I met four of them in the town park. We talked for half an hour about the town, its history, and its present condition. Nicodemus, due to its history, has been declared a national historic site. That has had both good and bad consequences. They said that, if I wanted to learn more, I should talk with Angela Bates.
I cycled around the remnants of the town, then returned to the park, and found Angela there. It turned out that it was she who was responsible for getting the town declared a national historic site - a task she had labored on for seventeen years. Although she lives in the nearby town of Bogue, she is Nicodemus's primary mover and shaker, civic booster, and only restaurateur. She is gregarious, loquacious, and persistent, qualities that have served her well. But she says she has worn herself out doing battle with the National Park Service over the administration of the town and maintenance of the remaining buildings, and feels that she can be more effective working through other channels. The Park Service took over the town hall as the visitor center - a hall the residents and former residents used as a gathering place for community functions. There has been a succession of white and outsider park superintendents and workers: the people who knew the most about the town and its history have been largely ignored.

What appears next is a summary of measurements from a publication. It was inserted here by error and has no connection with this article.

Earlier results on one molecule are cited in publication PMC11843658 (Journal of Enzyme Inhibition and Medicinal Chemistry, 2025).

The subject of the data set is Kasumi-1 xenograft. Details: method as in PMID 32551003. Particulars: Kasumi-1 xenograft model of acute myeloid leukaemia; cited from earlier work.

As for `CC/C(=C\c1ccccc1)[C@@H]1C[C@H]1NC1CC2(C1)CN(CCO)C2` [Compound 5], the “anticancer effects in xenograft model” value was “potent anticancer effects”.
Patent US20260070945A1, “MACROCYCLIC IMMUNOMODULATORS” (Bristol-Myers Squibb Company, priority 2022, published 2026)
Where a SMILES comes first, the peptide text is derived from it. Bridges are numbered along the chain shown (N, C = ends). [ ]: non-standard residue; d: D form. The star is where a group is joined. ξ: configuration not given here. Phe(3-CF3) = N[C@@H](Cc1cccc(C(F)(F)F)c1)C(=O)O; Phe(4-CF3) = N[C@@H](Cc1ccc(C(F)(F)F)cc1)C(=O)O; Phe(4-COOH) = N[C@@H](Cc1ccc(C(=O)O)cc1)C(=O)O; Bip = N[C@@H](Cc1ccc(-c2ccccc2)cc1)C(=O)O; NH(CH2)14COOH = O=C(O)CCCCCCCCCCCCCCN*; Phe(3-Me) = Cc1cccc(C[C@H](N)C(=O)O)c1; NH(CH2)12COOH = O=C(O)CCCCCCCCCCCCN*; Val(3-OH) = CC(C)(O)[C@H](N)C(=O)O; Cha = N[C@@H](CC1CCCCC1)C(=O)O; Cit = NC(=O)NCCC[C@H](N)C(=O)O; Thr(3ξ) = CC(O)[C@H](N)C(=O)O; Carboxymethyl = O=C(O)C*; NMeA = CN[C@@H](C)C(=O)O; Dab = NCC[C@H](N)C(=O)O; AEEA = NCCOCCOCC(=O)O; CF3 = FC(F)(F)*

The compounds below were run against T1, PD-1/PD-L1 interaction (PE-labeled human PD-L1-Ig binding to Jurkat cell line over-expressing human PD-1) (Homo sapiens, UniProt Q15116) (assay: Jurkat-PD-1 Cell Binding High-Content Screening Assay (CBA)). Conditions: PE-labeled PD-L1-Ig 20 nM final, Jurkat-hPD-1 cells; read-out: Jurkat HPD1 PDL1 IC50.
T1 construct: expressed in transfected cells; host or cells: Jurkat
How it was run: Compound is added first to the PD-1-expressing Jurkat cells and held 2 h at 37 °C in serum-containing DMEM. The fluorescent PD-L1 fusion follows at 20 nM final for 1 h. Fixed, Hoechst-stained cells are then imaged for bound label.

Angela and other former residents have organized cultural events and festivals that attract, not only former residents and their descendents, but many others as well. Some of them are much like homecomings, that help to preserve the spirit and cultural heritage of Nicodemus.
After several hours of conversation, Angela opened her restaurant - a sort of spiritual and gastronomical homage to her aunt Ernestine, who had quite a reputation of her own as a restaurateur, both in Nicodemus and in Pasadena, California - and fed me a barbecued brisket sandwich and some words of wisdom before sending me on my way. It was late in the day, and if I was to make it to Stockton by dark, I would have to book it. Angela told me about the dugout on the outskirts of town. In the old days, Nicodemus residents would hitch up the horse and wagon and drive into Stockton for supplies. But, being black, they had to be out of town by sundown. If they didn't have time to return home in daylight, they would go as far as a dugout in the side of a hill, just outside the town, where they could safely spend the night before returning to Nicodemus in the morning.
The dugout is still there. I figured it could shelter me, as well, if necessary. But the light held long enough for me to make it to the same town park that Jack and I stayed in, back in 1981. It was quiet this time - no kids driving through with their hot rods.
|The dugout is still there.|